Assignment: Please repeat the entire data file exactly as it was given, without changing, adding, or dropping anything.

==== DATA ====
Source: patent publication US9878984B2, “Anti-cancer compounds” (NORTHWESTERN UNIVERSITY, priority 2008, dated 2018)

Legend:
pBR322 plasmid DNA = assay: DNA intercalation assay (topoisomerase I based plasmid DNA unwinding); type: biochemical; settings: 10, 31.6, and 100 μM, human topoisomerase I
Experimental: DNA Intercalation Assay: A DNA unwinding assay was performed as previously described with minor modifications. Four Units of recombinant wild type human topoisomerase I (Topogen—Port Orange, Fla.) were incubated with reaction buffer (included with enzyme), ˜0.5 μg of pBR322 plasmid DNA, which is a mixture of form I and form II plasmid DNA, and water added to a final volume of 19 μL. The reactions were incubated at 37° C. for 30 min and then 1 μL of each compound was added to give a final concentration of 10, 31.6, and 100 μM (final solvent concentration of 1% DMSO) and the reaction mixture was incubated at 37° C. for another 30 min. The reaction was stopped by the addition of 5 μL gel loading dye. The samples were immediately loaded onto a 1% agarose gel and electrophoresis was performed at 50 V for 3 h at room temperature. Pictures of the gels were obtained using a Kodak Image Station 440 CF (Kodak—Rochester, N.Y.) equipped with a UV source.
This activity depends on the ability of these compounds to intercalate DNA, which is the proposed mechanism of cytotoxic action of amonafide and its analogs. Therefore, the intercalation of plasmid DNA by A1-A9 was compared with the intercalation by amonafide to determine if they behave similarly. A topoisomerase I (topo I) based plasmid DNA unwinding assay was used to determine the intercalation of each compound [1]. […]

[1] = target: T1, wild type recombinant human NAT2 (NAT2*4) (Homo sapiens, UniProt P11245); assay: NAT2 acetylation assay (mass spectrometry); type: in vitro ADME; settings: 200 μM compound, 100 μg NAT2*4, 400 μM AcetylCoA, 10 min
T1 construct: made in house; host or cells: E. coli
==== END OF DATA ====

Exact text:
Source: patent publication US9878984B2, “Anti-cancer compounds” (NORTHWESTERN UNIVERSITY, priority 2008, dated 2018)

Legend:
pBR322 plasmid DNA = assay: DNA intercalation assay (topoisomerase I based plasmid DNA unwinding); type: biochemical; settings: 10, 31.6, and 100 μM, human topoisomerase I
Experimental: DNA Intercalation Assay: A DNA unwinding assay was performed as previously described with minor modifications. Four Units of recombinant wild type human topoisomerase I (Topogen—Port Orange, Fla.) were incubated with reaction buffer (included with enzyme), ˜0.5 μg of pBR322 plasmid DNA, which is a mixture of form I and form II plasmid DNA, and water added to a final volume of 19 μL. The reactions were incubated at 37° C. for 30 min and then 1 μL of each compound was added to give a final concentration of 10, 31.6, and 100 μM (final solvent concentration of 1% DMSO) and the reaction mixture was incubated at 37° C. for another 30 min. The reaction was stopped by the addition of 5 μL gel loading dye. The samples were immediately loaded onto a 1% agarose gel and electrophoresis was performed at 50 V for 3 h at room temperature. Pictures of the gels were obtained using a Kodak Image Station 440 CF (Kodak—Rochester, N.Y.) equipped with a UV source.
This activity depends on the ability of these compounds to intercalate DNA, which is the proposed mechanism of cytotoxic action of amonafide and its analogs. Therefore, the intercalation of plasmid DNA by A1-A9 was compared with the intercalation by amonafide to determine if they behave similarly. A topoisomerase I (topo I) based plasmid DNA unwinding assay was used to determine the intercalation of each compound [1]. […]

[1] = target: T1, wild type recombinant human NAT2 (NAT2*4) (Homo sapiens, UniProt P11245); assay: NAT2 acetylation assay (mass spectrometry); type: in vitro ADME; settings: 200 μM compound, 100 μg NAT2*4, 400 μM AcetylCoA, 10 min
T1 construct: made in house; host or cells: E. coli